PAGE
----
Wednesday, 6 January 2016

Depressing old grief

I wrote about how I was somewhere on the grief cycle in November here so it's not like this is new news; but I've clearly moved from shocked to sad and it hit me with a knock out blow at the hospital yesterday.

Having to go through all the tests was bad enough with the pain of bright lights in my eyes and having to focus on something I couldn't really see.  But to then hear the lovely staff saying "oh dear" and "still no change" and "no improvement" and other informative phrases was really depressing.  And to have a consultant say that with no improvement at this stage we shouldn't expect anything anytime soon. 

I knew that's what I'd be told; after all I use my eyes ever day and I know nothing's improved.  But I hoped it might be a bit better and I thought they might be as positive as they were last time I did the tests. But no, the positivity had vanished.

I don't mean to criticise; the staff weren't uncaring or unsympathetic or even despondent, they were just realistic and factual and resigned. 

I've lost almost all my sight. 
I can't see to read books.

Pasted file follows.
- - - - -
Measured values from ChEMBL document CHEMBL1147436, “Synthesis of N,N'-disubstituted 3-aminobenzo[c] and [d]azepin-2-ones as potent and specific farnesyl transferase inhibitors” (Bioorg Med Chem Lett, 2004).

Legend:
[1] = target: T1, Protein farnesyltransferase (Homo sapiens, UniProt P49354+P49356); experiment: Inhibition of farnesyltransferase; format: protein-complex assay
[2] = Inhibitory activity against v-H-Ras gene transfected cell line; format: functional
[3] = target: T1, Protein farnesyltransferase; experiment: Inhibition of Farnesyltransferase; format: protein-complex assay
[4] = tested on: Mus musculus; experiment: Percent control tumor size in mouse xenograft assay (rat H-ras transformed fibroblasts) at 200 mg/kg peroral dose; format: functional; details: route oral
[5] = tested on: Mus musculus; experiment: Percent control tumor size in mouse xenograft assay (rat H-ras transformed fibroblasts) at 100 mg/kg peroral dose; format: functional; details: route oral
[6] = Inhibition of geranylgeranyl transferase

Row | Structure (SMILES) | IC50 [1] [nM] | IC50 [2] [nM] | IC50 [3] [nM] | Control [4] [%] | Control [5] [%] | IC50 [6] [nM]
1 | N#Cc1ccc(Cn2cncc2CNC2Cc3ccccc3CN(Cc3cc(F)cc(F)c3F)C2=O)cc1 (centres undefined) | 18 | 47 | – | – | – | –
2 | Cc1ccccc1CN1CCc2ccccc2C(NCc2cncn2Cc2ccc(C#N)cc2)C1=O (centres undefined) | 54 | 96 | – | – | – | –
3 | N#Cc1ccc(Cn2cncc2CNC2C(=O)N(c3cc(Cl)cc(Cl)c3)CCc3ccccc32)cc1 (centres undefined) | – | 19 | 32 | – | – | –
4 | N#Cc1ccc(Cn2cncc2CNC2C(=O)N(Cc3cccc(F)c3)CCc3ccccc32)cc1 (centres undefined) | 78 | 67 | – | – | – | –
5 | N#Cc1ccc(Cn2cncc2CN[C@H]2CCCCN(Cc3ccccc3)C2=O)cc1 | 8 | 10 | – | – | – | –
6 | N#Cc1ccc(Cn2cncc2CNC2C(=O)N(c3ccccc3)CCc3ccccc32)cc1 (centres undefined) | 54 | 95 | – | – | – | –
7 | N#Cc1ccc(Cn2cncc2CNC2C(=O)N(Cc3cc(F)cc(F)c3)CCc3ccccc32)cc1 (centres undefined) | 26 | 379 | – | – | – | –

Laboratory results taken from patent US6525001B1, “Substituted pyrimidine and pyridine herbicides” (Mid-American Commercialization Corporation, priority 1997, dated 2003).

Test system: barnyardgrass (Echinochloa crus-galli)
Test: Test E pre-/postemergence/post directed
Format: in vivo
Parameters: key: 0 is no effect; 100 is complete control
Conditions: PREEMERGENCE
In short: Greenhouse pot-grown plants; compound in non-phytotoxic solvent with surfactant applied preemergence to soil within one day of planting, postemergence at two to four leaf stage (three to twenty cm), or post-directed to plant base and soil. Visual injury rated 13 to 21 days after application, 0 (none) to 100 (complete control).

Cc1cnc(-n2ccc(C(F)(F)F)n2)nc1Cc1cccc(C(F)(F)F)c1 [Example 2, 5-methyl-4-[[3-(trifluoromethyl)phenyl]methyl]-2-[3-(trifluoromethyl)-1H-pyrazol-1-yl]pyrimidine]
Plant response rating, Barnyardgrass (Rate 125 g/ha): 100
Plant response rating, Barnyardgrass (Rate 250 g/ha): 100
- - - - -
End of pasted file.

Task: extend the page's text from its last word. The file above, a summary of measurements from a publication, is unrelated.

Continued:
I can't see to read signs. 
I can't even see signs are there. 
I can't see many colours.
I can't see peripherally.
I can just see a small disc of blur centrally.
And until God decides to grant me a miracle I'm going to be living like this for the foreseeable.

And as for that miracle; yes I do believe in them but I believe God is now likely to perform that miracle on my emotions and acceptance than on my eyes themselves.  Although I wouldn't turn down a physical healing. I'm open to that and pray for it every day, even though it feels selfish.

I know I'll get through this and get used to this new way of life and make the best of it as I always do, especially with God's help; but I need to take some time right now to grieve the loss with sadness.  I need to cry and for that to be OK.

But that's not the hardest part.  The hardest part is the need for help.  I need help to do things I've always taken for granted, including crossing the road, and I have to get used to that even if it's only for a short period of time. 

Now I'm writing, I'm wondering. 
Perhaps there's something for me to learn in this need for help.  I will truly learn what it's like to be reliant on others and on God. I'll better understand those I minister to.  And I'll come deeper into God's love as I rely on Him ever second of every day.

So yes I'll cry, but I'll also rest and learn. This will be something I live through and learn from.  One day at a time.

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